This is the second video of the Monarch Larva Monitoring Project video training series, reviewing monarch biology and identification skills for eggs and larval instars.
Next Video in Training Series > Section 1b: Identification of Monarch Pupae, Adults, Host Plants, and Nectar Plants
Glossary of Terms
- androconial scales
an-dro-KO-nee-al): wing or body scales that disperse a pheromone.
- Asclepias syriaca
(u-SKLEE-pee-us sir-I-uh-kuh): common milkweed. The most common host plant for monarch larvae in the upper Midwestern U.S. Monarchs also eat other members of the genus Asclepias.
to hide or disguise. There are two types of camouflage: protective resemblance and protective coloration. Protective resemblance is when something looks like something else in its environment. Protective coloration is when something has the same color or pattern as its surroundings.
KOR-ee-ahn): the hard outer shell of insect eggs. (In general, the chorion is the outermost membrane enclosing the developing embryo. In reptiles, this layer lies just inside the shell, and in mammals the chorion becomes the placenta.)
the hard outside part of the butterfly's skin that is no longer living.
to emerge as an adult from the pupa stage.
a category of classification that contains related genera.
- genus (plural, genera)
a category in a classification that contains one to many similar or related species.
(HEE-muh-lim(p)f): the name for the blood of insects.
a period between larval molts. There are five of these periods in the growth of a monarch larva.
(LAR-vuh), plural, larvae (LAR-vee): the second stage, after the egg, in metamorphosis. Also known as a caterpillar. Monarchs molt five times in their larval stage, which lasts about 9-14 days.
(lep-uh-DOP-ter-uh): the order of insects that is made up of butterflies and moths. This word should be capitalized, but the adjective lepidopteran should not.
(mi-KO-nee-um): the fluid monarchs excrete shortly after they emerge from the chrysalis.
(met-uh-MOR-fuh-sis): the series of developmental stages through which insects go to become adults. Through metamorphosis a butterfly is transformed from an egg, to a larva, to a pupa, to a butterfly. There are two types of metamorphosis: incomplete (simple) and complete (complex) metamorphosis. The four distinct stages of metamorphosis found in butterflies is considered complete metamorphosis. Incomplete metamorphosis does not have a prolonged immobile (pupa) stage.
the process of shedding the skin or exoskeleton. Monarch larvae molt five times.
a category in classification that contains related families.
(FAIR-uh-mohns): special chemicals released by some animals to communicate with other members of their species. They may be sensed over long distances to help mates find each other. They may also help ensure that mating only occurs with other members of the same species.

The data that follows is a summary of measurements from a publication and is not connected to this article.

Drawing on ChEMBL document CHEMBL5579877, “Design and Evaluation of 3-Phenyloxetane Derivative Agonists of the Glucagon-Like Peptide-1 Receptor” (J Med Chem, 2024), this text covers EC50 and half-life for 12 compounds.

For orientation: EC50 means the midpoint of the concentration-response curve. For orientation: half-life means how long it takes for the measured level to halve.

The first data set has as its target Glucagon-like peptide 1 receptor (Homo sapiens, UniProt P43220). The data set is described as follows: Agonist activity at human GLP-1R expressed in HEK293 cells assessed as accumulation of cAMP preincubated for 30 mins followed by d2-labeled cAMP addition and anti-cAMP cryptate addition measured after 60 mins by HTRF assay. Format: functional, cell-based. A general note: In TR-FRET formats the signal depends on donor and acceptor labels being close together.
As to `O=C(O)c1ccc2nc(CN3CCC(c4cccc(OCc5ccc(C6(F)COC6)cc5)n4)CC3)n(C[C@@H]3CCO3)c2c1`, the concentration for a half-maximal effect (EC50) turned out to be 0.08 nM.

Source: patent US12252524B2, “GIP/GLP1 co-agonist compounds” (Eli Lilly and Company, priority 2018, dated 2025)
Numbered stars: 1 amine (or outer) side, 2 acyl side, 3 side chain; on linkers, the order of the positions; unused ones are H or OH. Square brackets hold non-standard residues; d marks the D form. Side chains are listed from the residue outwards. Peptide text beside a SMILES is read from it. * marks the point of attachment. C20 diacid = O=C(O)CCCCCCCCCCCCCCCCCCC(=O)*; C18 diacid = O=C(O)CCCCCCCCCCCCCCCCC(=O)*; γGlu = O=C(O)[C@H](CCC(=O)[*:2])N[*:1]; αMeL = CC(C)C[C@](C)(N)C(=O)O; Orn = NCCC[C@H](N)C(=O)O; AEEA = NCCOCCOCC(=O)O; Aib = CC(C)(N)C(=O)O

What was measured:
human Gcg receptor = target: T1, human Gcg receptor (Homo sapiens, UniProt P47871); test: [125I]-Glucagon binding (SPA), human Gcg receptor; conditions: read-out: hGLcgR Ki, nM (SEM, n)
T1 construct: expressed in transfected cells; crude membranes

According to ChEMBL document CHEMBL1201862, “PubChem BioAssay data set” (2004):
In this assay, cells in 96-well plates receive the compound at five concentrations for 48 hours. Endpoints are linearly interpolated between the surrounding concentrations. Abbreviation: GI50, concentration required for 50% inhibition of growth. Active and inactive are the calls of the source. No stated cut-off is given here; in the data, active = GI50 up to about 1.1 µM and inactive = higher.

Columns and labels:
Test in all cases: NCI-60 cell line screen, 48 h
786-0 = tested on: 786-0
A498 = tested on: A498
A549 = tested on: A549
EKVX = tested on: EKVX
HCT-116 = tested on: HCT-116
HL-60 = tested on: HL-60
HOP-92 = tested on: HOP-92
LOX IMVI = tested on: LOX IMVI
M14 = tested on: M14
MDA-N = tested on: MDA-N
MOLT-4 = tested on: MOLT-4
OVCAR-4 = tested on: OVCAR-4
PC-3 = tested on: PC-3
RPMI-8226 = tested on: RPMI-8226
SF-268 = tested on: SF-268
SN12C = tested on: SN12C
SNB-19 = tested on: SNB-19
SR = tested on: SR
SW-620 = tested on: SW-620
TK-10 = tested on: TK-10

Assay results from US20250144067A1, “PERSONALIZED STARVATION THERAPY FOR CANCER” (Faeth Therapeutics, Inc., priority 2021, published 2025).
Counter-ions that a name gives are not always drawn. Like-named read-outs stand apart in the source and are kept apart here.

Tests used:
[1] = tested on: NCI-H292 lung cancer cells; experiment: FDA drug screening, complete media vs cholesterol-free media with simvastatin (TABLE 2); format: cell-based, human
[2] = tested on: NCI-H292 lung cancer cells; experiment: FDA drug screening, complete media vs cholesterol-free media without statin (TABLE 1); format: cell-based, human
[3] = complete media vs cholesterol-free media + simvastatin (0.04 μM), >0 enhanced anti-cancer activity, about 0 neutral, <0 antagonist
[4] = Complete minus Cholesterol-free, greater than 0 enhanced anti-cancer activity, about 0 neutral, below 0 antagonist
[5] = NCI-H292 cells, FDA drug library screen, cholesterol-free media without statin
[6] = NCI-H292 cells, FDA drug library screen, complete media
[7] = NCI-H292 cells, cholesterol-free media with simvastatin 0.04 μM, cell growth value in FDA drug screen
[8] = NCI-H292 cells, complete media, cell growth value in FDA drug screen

coloration caused by all light wavelengths, but that of the color emitted, being absorbed.
(pro-BAHS-kiss): the adult monarch's feeding tube, for sucking nectar, which is coiled under the head when not in use.
the "false" legs on the abdominal segments of the monarch larva.
(PU-puh) plural, pupae (PU-pee): the third stage in metamorphosis, after the larval stage. In monarchs this stage lasts 8-13 days.
to change from a larva (caterpillar) to a pupa (chrysalis).
overlapping pieces of chitin (the same material of which exoskeletons are made) that insulate butterflies' bodies and wings, improve their aerodynamics, and give them color and markings. Many people think the scales look like fine dust on butterfly wings.
a group of organisms recognized as distinct from other groups. Differentiates between members of a genus.
- tactile setae
TAK-tile SEE-tay): hairs through which butterflies and moths sense touch. They extend through the exoskeleton and connect to nerve cells inside the insect's body.
the fleshy black extensions at the front and rear of the monarch larvae, which function as sense organs. Also called filaments.
the middle section of an insect's body. The wings (if present) and legs are attached to this segment.
- true legs
jointed appendages located on the thoracic segment of the larva. Contrast with prolegs.
Photo Credits (in order of appearance)
1. Monarch egg close-up: Monarch Lab Photo
2. 5th instar eating: Denny Brooks
3. Pupa on a leaf: www.naturallycuriouswithmaryholland.wordpress.com
4, Adult male monarch on purple flower: Dave Astin
5. Common milkweed: Wendy Caldwell
6. Finding an egg on milkweed: Wendy Caldwell
7. Eggs on young milkweed: Gail Gilliland
8. Monarch egg close-up: Monarch Lab Photo
9. Hatching larva close-up: Siah St. Clair
10. Five larvae stages: Karen Oberhauser
11. Molting larva: Jessica Womack
12. 5th instar eating milkweed flower: Denny Brooks
13. 1st instar eating chorion: www.naturallycuriouswithmaryholland.wordpress.com
14. 1st instar eating patterns: Karen Oberhauser
15. 2nd instar larva against ruler: Karen Oberhauser
16. Two 2nd instars: Karen Oberhauser
17. 2nd and 3rd instar comparison: Karen Oberhauser
18. Tentacles of 3rd instar close-up: Karen Oberhauser
19. True-legs: Karen Oberhauser
20. Pro-legs: Karen Oberhauser
21. 4th instar larva: Karen Oberhauser
22. 5th instar on milkweed: Wendy Caldwell
23. 5th instar eating: Denny Brooks
24. 5th instar eating pattern: Lynda Andrews Wayne
25. 2nd instar comparison: Karen Oberhauser
26. Recently molted 3rd instar: Karen Oberhauser
27. 3rd and 4th instar comparison: Karen Oberhauser
28. 5th instar size comparison: Kip Kiphart
29. Monarch egg look-alikes: Anurag Agrawal